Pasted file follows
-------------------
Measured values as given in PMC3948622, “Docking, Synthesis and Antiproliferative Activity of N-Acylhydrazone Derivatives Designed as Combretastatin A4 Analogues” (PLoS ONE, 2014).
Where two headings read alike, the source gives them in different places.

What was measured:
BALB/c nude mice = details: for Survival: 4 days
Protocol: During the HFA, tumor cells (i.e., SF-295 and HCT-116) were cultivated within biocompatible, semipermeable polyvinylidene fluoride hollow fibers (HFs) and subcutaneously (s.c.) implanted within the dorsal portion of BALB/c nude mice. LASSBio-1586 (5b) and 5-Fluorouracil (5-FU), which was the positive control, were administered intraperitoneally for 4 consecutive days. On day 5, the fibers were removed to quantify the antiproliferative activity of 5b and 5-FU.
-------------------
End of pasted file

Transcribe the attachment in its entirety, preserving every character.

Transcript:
Measured values as given in PMC3948622, “Docking, Synthesis and Antiproliferative Activity of N-Acylhydrazone Derivatives Designed as Combretastatin A4 Analogues” (PLoS ONE, 2014).
Where two headings read alike, the source gives them in different places.

What was measured:
BALB/c nude mice = details: for Survival: 4 days
Protocol: During the HFA, tumor cells (i.e., SF-295 and HCT-116) were cultivated within biocompatible, semipermeable polyvinylidene fluoride hollow fibers (HFs) and subcutaneously (s.c.) implanted within the dorsal portion of BALB/c nude mice. LASSBio-1586 (5b) and 5-Fluorouracil (5-FU), which was the positive control, were administered intraperitoneally for 4 consecutive days. On day 5, the fibers were removed to quantify the antiproliferative activity of 5b and 5-FU.